Abercrombie requires state EIS on attack helicopter training on Big Island

Posted by Lauren Muneoka at Jun 30, 2011 04:30 PM |
Proposed Army helicopter training poses a serious threat to drinking water resources and important sites on Mauna Kea, so the Abercrombie Administration is requiring an EIS before considering any permits to allow it.

“State calls for compliance with its own environmental regulations for once

A cautious “Hooray” for Abercrombie’s leadership in requiring the U.S. Army to complete a full, Environmental Impact Statement (EIS) for their proposed High Altitude Mountainous Environmental Training (HAMET) on the slopes of Mauna Kea and Mauna Loa. HAMET is needed, the Army argued, to train fighter pilots for the war in Afghanistan (from which Obama recently has decided to withdraw troops).

When HAMET exercises were temporarily permitted in 2003, a pilot accidentally landed in the Mauna Kea Ice Age Natural Area Reserve – an area designated as such because of the unique geologic features, habitat, and historic sites therein. In response, the Army promised to use GPS (why didn’t they have that in their five million-dollar helicopters in the first place?). And, they proposed to mitigate HAMET’s impacts on Native Hawaiian cultural practices on Mauna Kea by suspending training on “known scheduled ceremonies” – without considering whether publicizing schedules would be appropriate to cultural ceremonies. Perhaps what the Army meant by a “scheduled ceremony” are the three days they listed as “Hawaiian cultural holidays” - Kamehameha Day, Kühio Day, and Lei Day – two of which fall outside of proposed HAMET training dates anyway.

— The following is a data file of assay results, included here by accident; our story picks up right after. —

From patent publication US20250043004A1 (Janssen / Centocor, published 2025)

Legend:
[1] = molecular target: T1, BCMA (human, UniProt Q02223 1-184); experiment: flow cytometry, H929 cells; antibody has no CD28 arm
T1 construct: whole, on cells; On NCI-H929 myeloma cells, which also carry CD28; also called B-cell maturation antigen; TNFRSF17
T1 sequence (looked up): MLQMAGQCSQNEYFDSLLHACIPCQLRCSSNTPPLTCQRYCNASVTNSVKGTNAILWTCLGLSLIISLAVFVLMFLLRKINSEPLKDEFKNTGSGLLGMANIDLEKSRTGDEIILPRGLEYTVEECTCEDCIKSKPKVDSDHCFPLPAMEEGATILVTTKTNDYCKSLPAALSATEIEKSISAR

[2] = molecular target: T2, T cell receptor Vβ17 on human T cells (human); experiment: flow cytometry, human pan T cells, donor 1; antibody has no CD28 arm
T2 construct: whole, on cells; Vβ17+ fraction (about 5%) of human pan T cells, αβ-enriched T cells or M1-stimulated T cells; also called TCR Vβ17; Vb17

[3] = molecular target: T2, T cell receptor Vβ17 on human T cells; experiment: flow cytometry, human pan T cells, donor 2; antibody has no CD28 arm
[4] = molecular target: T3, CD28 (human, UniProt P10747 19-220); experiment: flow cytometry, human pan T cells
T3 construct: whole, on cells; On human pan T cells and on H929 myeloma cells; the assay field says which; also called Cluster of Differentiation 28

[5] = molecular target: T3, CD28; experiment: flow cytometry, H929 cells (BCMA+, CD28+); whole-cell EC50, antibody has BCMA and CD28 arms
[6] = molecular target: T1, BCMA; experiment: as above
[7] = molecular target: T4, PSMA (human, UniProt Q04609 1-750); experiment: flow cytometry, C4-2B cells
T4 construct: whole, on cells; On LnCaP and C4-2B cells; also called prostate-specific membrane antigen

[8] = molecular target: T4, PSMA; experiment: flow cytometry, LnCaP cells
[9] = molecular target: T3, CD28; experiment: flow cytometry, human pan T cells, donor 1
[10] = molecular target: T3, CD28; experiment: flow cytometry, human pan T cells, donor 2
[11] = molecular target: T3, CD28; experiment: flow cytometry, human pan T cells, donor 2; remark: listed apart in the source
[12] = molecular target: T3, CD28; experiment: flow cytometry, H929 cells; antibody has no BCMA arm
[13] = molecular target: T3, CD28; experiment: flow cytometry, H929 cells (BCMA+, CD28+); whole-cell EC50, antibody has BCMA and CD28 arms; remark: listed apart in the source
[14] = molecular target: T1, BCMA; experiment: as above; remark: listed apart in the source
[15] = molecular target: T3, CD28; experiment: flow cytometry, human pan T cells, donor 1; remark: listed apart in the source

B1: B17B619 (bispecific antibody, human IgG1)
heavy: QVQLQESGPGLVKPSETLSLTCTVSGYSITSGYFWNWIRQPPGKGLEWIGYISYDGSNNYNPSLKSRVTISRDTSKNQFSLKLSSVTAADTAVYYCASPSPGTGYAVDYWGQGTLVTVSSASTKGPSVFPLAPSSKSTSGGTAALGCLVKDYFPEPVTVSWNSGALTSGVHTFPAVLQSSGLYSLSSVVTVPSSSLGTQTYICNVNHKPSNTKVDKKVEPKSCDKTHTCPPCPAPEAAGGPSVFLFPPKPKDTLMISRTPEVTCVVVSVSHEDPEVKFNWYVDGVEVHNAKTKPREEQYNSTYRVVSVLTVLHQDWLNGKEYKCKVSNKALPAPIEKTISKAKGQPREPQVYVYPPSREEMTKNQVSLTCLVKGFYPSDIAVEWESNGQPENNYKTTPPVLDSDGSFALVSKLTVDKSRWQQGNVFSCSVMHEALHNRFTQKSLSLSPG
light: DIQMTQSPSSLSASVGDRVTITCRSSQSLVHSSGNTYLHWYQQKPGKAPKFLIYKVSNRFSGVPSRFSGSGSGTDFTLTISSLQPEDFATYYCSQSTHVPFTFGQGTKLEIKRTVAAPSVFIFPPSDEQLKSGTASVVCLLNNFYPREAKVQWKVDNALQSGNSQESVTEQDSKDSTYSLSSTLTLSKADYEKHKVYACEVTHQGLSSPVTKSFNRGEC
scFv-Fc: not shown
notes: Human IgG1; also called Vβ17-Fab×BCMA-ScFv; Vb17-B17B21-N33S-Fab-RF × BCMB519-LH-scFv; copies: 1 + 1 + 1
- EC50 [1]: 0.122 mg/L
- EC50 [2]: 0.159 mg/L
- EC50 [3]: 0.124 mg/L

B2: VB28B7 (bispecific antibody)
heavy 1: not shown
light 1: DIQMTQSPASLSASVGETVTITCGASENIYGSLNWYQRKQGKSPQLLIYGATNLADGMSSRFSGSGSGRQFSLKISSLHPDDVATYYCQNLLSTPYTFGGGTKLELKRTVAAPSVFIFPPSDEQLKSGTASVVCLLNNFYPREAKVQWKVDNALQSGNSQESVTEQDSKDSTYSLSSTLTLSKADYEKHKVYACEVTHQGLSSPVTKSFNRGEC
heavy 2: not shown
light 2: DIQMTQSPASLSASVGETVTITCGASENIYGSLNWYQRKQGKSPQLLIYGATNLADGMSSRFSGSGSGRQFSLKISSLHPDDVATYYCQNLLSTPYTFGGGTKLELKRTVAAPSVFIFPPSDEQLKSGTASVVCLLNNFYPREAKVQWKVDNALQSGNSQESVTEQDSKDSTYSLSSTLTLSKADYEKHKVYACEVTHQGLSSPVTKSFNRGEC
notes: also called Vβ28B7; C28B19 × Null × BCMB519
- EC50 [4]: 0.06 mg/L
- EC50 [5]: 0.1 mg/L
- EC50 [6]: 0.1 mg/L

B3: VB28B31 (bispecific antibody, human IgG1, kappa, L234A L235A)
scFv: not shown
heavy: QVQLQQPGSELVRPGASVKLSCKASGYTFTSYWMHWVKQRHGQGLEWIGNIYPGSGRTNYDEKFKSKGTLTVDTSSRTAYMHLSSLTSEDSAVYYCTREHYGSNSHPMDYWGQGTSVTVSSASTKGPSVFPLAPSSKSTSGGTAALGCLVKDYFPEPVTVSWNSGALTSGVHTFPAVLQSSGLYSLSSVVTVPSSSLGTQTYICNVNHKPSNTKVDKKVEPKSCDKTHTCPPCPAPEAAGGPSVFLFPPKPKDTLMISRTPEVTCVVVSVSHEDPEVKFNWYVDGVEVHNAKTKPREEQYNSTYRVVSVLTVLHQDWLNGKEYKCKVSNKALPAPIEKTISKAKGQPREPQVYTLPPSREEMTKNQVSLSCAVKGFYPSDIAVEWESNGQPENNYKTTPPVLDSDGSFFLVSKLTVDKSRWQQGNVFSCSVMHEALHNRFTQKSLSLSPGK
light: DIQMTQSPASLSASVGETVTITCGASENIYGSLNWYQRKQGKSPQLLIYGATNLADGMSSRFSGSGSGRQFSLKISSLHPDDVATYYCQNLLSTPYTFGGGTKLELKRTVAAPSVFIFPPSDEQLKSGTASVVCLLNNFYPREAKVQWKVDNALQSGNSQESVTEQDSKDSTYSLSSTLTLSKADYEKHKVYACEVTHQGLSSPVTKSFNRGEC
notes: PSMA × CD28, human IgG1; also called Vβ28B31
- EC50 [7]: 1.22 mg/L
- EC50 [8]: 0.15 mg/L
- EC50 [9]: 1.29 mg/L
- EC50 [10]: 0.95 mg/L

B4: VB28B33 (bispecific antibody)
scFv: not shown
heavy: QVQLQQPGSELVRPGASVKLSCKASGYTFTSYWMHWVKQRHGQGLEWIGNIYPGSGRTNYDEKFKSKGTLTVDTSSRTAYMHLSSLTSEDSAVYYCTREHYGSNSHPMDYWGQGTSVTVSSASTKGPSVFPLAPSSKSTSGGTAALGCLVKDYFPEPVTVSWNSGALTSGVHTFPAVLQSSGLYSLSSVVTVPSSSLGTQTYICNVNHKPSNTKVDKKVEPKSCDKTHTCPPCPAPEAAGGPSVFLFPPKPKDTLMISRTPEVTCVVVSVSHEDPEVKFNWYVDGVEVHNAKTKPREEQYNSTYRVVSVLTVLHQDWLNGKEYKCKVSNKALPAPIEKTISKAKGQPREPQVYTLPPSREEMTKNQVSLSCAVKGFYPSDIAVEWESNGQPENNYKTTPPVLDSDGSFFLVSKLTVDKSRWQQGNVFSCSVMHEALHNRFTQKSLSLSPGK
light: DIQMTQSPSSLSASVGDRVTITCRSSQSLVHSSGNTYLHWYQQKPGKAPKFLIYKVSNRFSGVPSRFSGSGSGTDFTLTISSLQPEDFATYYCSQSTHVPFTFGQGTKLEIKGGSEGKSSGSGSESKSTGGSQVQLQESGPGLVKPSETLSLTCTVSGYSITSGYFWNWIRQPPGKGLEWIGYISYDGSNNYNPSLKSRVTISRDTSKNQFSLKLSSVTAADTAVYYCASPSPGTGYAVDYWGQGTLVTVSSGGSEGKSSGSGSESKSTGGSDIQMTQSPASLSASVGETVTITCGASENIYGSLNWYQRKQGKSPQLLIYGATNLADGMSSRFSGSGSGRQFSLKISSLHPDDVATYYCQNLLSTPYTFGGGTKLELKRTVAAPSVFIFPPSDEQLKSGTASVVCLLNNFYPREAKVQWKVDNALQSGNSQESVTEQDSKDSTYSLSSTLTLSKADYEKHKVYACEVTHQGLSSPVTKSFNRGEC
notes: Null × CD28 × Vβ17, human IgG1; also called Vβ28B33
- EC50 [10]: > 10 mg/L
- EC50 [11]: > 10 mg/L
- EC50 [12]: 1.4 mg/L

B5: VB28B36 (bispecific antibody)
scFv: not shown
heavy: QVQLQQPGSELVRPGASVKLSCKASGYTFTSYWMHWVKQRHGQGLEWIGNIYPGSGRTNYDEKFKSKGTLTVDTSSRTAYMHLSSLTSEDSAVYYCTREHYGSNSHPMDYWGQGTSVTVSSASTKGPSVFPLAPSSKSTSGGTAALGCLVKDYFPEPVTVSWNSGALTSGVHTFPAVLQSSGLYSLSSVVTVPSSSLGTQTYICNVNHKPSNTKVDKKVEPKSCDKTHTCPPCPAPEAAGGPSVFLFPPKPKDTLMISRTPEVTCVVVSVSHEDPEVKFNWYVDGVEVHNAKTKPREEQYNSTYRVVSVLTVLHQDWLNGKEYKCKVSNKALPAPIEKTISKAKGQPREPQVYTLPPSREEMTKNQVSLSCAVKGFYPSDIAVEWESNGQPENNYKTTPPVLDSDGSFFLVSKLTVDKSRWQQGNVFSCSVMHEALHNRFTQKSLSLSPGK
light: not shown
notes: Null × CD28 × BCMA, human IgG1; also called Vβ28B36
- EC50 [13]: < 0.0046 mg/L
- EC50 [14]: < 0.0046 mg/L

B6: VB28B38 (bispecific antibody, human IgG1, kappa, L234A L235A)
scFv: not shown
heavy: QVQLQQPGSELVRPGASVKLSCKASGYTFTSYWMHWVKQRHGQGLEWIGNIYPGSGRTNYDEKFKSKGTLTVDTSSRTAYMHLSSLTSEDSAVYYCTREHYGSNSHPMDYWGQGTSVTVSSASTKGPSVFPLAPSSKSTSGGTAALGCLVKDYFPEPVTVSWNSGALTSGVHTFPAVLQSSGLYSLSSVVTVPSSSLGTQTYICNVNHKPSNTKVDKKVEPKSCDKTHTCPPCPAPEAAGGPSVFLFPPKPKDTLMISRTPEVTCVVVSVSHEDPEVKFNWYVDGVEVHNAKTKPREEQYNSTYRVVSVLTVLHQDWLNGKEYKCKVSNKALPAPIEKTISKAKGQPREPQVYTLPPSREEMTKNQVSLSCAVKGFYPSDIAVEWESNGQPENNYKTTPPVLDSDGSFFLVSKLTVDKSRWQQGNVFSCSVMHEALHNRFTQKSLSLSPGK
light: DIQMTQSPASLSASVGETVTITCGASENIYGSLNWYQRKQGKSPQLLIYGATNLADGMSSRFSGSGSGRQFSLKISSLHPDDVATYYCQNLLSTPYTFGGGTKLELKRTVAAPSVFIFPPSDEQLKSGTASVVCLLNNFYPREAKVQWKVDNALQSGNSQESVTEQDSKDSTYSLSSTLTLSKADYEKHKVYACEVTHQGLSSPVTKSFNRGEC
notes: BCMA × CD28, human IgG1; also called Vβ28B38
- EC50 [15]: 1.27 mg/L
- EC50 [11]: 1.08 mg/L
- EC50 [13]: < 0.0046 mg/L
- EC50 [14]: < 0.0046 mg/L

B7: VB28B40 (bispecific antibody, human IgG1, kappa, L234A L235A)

Despite the noise, dust, and very real threat of drinking water contamination that would be posed by HAMET’s trainee pilots flying attack helicopters over our public lands, the Army previously published a Finding of No Significant Impact.

We proudly identify ourselves with the “community groups” that complained about the inadequacy of the Army’s initial environmental assessment.

Since his decision on HAMET, Abercrombie has backpedalled away any impression that he is critical of U.S. military presence in Hawai‘i by publicizing his plan to siphon military personnel away from Guam and invite them to the Kona Coast.

But, if his eye is really on the impacts of military buildup on the environment and Native cultural land uses, he should pay attention to the struggles that community groups on Guam and a little less attention to the RAND report on military spending.

Read our post from January for a little background story and talking points.

Document Actions
Add comment

You can add a comment by filling out the form below. Plain text formatting. Web and email addresses are transformed into clickable links. Comments are moderated.


Empower grassroots efforts to protect Hawaiʻi with your donation today.

E-mail Sign-up
Follow Us